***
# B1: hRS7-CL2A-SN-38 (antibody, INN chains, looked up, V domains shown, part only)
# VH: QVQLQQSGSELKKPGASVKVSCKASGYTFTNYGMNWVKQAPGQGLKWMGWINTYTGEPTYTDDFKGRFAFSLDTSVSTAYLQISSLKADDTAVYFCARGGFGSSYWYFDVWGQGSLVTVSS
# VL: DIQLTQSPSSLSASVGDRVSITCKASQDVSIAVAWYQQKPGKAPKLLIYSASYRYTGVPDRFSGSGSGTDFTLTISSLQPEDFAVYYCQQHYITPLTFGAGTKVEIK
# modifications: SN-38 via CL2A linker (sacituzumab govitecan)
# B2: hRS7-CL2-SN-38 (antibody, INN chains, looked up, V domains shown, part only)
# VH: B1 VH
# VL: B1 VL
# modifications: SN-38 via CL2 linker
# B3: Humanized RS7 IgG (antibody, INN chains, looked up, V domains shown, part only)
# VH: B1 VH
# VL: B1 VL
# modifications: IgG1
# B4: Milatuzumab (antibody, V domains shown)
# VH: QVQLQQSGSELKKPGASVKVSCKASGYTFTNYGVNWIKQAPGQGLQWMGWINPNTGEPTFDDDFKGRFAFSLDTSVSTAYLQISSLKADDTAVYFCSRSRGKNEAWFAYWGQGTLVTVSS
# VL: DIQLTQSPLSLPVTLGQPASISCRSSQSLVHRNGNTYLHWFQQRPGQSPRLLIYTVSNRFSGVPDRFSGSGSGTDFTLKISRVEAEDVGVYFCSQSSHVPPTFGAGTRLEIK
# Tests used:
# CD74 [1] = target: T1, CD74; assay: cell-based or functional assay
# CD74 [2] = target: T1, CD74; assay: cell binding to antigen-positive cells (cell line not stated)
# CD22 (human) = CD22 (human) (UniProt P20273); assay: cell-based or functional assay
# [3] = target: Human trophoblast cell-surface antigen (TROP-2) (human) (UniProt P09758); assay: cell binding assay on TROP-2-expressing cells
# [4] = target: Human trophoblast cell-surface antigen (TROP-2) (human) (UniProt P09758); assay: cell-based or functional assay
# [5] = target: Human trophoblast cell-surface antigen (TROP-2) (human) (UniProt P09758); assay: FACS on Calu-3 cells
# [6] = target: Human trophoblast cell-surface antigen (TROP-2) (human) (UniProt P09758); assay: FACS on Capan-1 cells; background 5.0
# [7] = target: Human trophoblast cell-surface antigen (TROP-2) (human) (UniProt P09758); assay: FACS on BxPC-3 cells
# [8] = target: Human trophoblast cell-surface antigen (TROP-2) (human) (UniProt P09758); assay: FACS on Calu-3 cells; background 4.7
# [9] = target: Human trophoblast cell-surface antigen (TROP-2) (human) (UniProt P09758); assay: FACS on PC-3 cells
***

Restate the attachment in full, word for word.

# B1: hRS7-CL2A-SN-38 (antibody, INN chains, looked up, V domains shown, part only)
# VH: QVQLQQSGSELKKPGASVKVSCKASGYTFTNYGMNWVKQAPGQGLKWMGWINTYTGEPTYTDDFKGRFAFSLDTSVSTAYLQISSLKADDTAVYFCARGGFGSSYWYFDVWGQGSLVTVSS
# VL: DIQLTQSPSSLSASVGDRVSITCKASQDVSIAVAWYQQKPGKAPKLLIYSASYRYTGVPDRFSGSGSGTDFTLTISSLQPEDFAVYYCQQHYITPLTFGAGTKVEIK
# modifications: SN-38 via CL2A linker (sacituzumab govitecan)
# B2: hRS7-CL2-SN-38 (antibody, INN chains, looked up, V domains shown, part only)
# VH: B1 VH
# VL: B1 VL
# modifications: SN-38 via CL2 linker
# B3: Humanized RS7 IgG (antibody, INN chains, looked up, V domains shown, part only)
# VH: B1 VH
# VL: B1 VL
# modifications: IgG1
# B4: Milatuzumab (antibody, V domains shown)
# VH: QVQLQQSGSELKKPGASVKVSCKASGYTFTNYGVNWIKQAPGQGLQWMGWINPNTGEPTFDDDFKGRFAFSLDTSVSTAYLQISSLKADDTAVYFCSRSRGKNEAWFAYWGQGTLVTVSS
# VL: DIQLTQSPLSLPVTLGQPASISCRSSQSLVHRNGNTYLHWFQQRPGQSPRLLIYTVSNRFSGVPDRFSGSGSGTDFTLKISRVEAEDVGVYFCSQSSHVPPTFGAGTRLEIK
# Tests used:
# CD74 [1] = target: T1, CD74; assay: cell-based or functional assay
# CD74 [2] = target: T1, CD74; assay: cell binding to antigen-positive cells (cell line not stated)
# CD22 (human) = CD22 (human) (UniProt P20273); assay: cell-based or functional assay
# [3] = target: Human trophoblast cell-surface antigen (TROP-2) (human) (UniProt P09758); assay: cell binding assay on TROP-2-expressing cells
# [4] = target: Human trophoblast cell-surface antigen (TROP-2) (human) (UniProt P09758); assay: cell-based or functional assay
# [5] = target: Human trophoblast cell-surface antigen (TROP-2) (human) (UniProt P09758); assay: FACS on Calu-3 cells
# [6] = target: Human trophoblast cell-surface antigen (TROP-2) (human) (UniProt P09758); assay: FACS on Capan-1 cells; background 5.0
# [7] = target: Human trophoblast cell-surface antigen (TROP-2) (human) (UniProt P09758); assay: FACS on BxPC-3 cells
# [8] = target: Human trophoblast cell-surface antigen (TROP-2) (human) (UniProt P09758); assay: FACS on Calu-3 cells; background 4.7
# [9] = target: Human trophoblast cell-surface antigen (TROP-2) (human) (UniProt P09758); assay: FACS on PC-3 cells